“It’s a lot of pressure relieved because, you know, working for a scholarship, you have to stay healthy and all of that,” he added. “But now I know where I’m going. I can just play my game and be a high school kid.”

Wagenblast is inspired by his new players, who remember well that terrific run Mt. Spokane had last season – winning the District 8 title, then knocking off Capital and Rainier Beach in the state tourney before running into Banchero, the national No. 4 prospect in his graduation class who is being recruited by North Carolina, Duke and Kentucky among many others.

“These kids have really bought in over the summer with regards to just that level of expectation. They want what last year’s group was able to achieve,” Wagenblast said. “They’re hoping that we can achieve the same kind of success.”

In addition to Degenhart, Wagenblast has two other returning letter winners: junior guard JoJo Anderson and senior guard Mitch Stengle.

“Anderson, I see him as one of the top guards in the league,” Wagenblast said. “And I see Mitch Stengle being a real impact player this year.

“(Stengle) can really play defense and has an opportunity to score. Last year he was behind a couple of guys and he wasn’t able to see the floor. But he can really play. And so I’m excited for Mitch going into his senior year.”

Those “couple of guys” were all-league guards JT Smith and Jerry Twenge, both of whom shot over 44% from the 3-point line last year.

“We’re losing a lot,” Wagenblast admitted, also mentioning forward Tanner Brooks (Idaho football) and wing Spencer Barrera (Idaho track). “But to compare these kids… they’re different and in some respects we’re better.”

Degenhart, who set team records for points per game (19.3), total points (502) and shooting percentage (62%) as a sophomore, is looking forward to the transition as well.

“Getting some of the younger guys to see the speed we play at is the big thing, because the jump from JV to varsity is pretty significant.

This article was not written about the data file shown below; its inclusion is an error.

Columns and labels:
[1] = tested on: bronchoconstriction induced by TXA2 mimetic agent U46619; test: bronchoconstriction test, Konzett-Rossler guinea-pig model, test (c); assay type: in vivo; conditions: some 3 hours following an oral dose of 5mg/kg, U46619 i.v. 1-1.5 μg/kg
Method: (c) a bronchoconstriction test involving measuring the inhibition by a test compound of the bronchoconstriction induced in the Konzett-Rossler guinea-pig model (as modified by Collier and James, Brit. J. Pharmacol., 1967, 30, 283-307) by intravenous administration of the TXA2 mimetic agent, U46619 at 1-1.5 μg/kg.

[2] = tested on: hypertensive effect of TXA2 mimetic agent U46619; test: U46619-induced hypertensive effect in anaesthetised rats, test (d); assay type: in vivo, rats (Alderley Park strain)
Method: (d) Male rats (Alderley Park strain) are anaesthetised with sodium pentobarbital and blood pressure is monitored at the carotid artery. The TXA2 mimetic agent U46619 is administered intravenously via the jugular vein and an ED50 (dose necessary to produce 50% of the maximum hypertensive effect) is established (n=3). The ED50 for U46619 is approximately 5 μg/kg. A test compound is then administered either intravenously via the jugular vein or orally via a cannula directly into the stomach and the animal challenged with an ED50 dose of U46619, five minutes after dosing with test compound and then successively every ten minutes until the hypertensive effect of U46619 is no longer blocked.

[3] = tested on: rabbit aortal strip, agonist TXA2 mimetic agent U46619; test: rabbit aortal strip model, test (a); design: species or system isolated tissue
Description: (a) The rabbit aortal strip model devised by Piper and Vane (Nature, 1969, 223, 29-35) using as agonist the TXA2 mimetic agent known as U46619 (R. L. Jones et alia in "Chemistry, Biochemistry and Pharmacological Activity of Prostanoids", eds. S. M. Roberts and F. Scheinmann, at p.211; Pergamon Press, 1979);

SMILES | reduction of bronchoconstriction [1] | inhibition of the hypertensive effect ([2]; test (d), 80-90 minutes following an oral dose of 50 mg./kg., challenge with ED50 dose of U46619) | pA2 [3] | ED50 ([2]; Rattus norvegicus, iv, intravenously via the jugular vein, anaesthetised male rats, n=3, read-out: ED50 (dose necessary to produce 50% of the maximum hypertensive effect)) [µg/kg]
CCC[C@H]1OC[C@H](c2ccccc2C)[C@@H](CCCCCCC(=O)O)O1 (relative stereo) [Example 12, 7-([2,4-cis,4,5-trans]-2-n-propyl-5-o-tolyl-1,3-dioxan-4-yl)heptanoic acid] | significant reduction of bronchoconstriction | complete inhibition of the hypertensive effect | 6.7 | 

“We’ll have to bring them up to speed but I think we’ll be fine as the season goes on.”

League capsules

Alphabetic order, last year’s record.

North Central (9-13, 5-7): Coach Jase Wambold returns for his seventh season missing all five starters from the previous campaign. “With last season’s eight seniors playing the majority of all varsity minutes, this year’s group will be young, but all high-character, hard-working kids who deeply care about our basketball program,” he said. There are two seniors: 5-foot-6 guard Bishal Mongar and 5-10 guard Silas Elison, while the roster is filled out with five sophomores.

Rogers (4-17, 1-11): The Pirates graduated four starters and seven letter winners. Second-year coach Karim Scott has two seniors he’ll lean upon: three-year starter 6-5 forward Evan Nomee and guard Riley Funnemark. “We are going to have an issue with our lack of size,” Scott admits. “But we have plenty of speed and quickness to apply pressure on the ball and in full-court situations. We think as long as we stay out of foul trouble and our players continue to improve during the season we will have a chance to be competitive.”

Shadle Park (15-11, 4-8): Second-year coach Arnold Brown was hit hard by graduation as well. He lost five starters and eight letter winners. “Our team will be very young this season,” he said. “We need to get seasoned and stronger throughout the season.” Senior guard Denham Kerr and junior guard Logan Doyle will be leaned on for leadership and minutes.